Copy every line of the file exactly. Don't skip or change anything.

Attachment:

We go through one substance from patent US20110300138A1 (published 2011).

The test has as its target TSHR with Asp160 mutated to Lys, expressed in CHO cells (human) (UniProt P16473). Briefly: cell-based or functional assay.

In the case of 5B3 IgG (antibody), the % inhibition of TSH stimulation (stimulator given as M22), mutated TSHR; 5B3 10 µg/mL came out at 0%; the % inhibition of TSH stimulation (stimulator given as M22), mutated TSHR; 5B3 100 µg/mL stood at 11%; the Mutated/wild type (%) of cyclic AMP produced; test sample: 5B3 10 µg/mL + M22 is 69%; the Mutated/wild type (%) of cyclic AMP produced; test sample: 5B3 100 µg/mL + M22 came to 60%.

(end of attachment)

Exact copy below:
We go through one substance from patent US20110300138A1 (published 2011).

The test has as its target TSHR with Asp160 mutated to Lys, expressed in CHO cells (human) (UniProt P16473). Briefly: cell-based or functional assay.

In the case of 5B3 IgG (antibody), the % inhibition of TSH stimulation (stimulator given as M22), mutated TSHR; 5B3 10 µg/mL came out at 0%; the % inhibition of TSH stimulation (stimulator given as M22), mutated TSHR; 5B3 100 µg/mL stood at 11%; the Mutated/wild type (%) of cyclic AMP produced; test sample: 5B3 10 µg/mL + M22 is 69%; the Mutated/wild type (%) of cyclic AMP produced; test sample: 5B3 100 µg/mL + M22 came to 60%.